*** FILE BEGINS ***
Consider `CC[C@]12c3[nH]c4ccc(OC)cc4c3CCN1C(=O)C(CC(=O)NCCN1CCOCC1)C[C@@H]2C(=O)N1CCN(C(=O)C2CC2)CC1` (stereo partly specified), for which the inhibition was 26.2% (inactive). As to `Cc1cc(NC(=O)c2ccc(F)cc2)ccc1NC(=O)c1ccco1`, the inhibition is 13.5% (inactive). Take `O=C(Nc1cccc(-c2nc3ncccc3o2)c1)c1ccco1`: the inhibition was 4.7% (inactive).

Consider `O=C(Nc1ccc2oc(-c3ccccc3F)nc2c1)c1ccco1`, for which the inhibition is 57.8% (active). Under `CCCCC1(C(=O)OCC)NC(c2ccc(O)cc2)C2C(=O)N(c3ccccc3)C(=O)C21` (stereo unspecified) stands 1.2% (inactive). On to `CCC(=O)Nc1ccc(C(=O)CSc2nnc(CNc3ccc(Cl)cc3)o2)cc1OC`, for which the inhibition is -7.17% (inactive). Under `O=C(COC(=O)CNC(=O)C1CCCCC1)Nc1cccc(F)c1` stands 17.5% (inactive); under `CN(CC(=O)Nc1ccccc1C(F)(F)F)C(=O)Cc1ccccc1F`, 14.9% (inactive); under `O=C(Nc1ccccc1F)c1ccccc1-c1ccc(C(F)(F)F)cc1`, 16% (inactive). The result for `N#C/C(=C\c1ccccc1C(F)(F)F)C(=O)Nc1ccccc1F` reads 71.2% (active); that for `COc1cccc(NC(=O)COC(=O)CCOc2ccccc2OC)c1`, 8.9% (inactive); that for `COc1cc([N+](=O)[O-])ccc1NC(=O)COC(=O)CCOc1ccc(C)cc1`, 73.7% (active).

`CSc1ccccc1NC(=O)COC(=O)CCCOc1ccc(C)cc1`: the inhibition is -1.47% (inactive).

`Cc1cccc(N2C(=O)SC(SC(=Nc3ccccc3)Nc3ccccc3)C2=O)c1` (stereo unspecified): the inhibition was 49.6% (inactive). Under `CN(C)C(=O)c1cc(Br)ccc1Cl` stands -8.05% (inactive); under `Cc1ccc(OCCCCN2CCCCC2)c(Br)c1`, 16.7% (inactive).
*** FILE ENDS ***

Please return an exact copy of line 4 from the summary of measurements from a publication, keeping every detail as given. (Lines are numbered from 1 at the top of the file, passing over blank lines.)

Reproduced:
`Cc1cccc(N2C(=O)SC(SC(=Nc3ccccc3)Nc3ccccc3)C2=O)c1` (stereo unspecified): the inhibition was 49.6% (inactive). Under `CN(C)C(=O)c1cc(Br)ccc1Cl` stands -8.05% (inactive); under `Cc1ccc(OCCCCN2CCCCC2)c(Br)c1`, 16.7% (inactive).